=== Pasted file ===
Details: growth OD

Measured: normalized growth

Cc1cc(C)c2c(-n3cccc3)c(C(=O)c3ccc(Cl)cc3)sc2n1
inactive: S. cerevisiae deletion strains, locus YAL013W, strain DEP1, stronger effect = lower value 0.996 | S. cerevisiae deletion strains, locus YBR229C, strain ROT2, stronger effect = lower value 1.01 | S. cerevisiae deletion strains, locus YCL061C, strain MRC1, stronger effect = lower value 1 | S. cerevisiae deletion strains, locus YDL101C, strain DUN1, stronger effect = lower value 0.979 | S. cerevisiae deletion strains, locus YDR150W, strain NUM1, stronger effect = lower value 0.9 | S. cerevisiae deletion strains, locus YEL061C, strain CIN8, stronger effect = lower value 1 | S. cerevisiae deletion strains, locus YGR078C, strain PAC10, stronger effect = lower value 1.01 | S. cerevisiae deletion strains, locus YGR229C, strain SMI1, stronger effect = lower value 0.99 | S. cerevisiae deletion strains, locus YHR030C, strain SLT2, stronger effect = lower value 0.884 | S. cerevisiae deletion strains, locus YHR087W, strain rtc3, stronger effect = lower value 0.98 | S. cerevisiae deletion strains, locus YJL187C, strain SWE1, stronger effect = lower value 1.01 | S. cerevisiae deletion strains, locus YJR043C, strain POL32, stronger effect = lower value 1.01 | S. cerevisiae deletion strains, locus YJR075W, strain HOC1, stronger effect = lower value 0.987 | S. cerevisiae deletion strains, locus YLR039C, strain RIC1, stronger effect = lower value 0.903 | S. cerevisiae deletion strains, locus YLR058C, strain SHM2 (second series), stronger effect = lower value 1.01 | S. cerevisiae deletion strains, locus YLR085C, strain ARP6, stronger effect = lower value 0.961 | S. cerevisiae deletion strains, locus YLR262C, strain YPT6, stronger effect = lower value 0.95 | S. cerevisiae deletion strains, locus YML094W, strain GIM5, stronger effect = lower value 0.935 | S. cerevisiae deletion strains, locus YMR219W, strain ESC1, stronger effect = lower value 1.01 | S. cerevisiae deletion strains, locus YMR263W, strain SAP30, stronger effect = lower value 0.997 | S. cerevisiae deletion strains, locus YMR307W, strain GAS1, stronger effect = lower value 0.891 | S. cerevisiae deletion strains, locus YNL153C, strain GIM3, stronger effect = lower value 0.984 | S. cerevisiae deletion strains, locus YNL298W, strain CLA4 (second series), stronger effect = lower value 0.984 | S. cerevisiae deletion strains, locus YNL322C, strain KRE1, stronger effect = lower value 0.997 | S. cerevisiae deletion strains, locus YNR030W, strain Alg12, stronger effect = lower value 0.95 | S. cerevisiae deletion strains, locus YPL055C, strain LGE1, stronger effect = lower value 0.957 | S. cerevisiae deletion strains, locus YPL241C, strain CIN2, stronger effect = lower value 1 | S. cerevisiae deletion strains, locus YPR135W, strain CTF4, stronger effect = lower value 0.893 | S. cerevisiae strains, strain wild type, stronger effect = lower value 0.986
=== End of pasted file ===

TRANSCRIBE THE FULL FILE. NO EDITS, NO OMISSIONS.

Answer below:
Details: growth OD

Measured: normalized growth

Cc1cc(C)c2c(-n3cccc3)c(C(=O)c3ccc(Cl)cc3)sc2n1
inactive: S. cerevisiae deletion strains, locus YAL013W, strain DEP1, stronger effect = lower value 0.996 | S. cerevisiae deletion strains, locus YBR229C, strain ROT2, stronger effect = lower value 1.01 | S. cerevisiae deletion strains, locus YCL061C, strain MRC1, stronger effect = lower value 1 | S. cerevisiae deletion strains, locus YDL101C, strain DUN1, stronger effect = lower value 0.979 | S. cerevisiae deletion strains, locus YDR150W, strain NUM1, stronger effect = lower value 0.9 | S. cerevisiae deletion strains, locus YEL061C, strain CIN8, stronger effect = lower value 1 | S. cerevisiae deletion strains, locus YGR078C, strain PAC10, stronger effect = lower value 1.01 | S. cerevisiae deletion strains, locus YGR229C, strain SMI1, stronger effect = lower value 0.99 | S. cerevisiae deletion strains, locus YHR030C, strain SLT2, stronger effect = lower value 0.884 | S. cerevisiae deletion strains, locus YHR087W, strain rtc3, stronger effect = lower value 0.98 | S. cerevisiae deletion strains, locus YJL187C, strain SWE1, stronger effect = lower value 1.01 | S. cerevisiae deletion strains, locus YJR043C, strain POL32, stronger effect = lower value 1.01 | S. cerevisiae deletion strains, locus YJR075W, strain HOC1, stronger effect = lower value 0.987 | S. cerevisiae deletion strains, locus YLR039C, strain RIC1, stronger effect = lower value 0.903 | S. cerevisiae deletion strains, locus YLR058C, strain SHM2 (second series), stronger effect = lower value 1.01 | S. cerevisiae deletion strains, locus YLR085C, strain ARP6, stronger effect = lower value 0.961 | S. cerevisiae deletion strains, locus YLR262C, strain YPT6, stronger effect = lower value 0.95 | S. cerevisiae deletion strains, locus YML094W, strain GIM5, stronger effect = lower value 0.935 | S. cerevisiae deletion strains, locus YMR219W, strain ESC1, stronger effect = lower value 1.01 | S. cerevisiae deletion strains, locus YMR263W, strain SAP30, stronger effect = lower value 0.997 | S. cerevisiae deletion strains, locus YMR307W, strain GAS1, stronger effect = lower value 0.891 | S. cerevisiae deletion strains, locus YNL153C, strain GIM3, stronger effect = lower value 0.984 | S. cerevisiae deletion strains, locus YNL298W, strain CLA4 (second series), stronger effect = lower value 0.984 | S. cerevisiae deletion strains, locus YNL322C, strain KRE1, stronger effect = lower value 0.997 | S. cerevisiae deletion strains, locus YNR030W, strain Alg12, stronger effect = lower value 0.95 | S. cerevisiae deletion strains, locus YPL055C, strain LGE1, stronger effect = lower value 0.957 | S. cerevisiae deletion strains, locus YPL241C, strain CIN2, stronger effect = lower value 1 | S. cerevisiae deletion strains, locus YPR135W, strain CTF4, stronger effect = lower value 0.893 | S. cerevisiae strains, strain wild type, stronger effect = lower value 0.986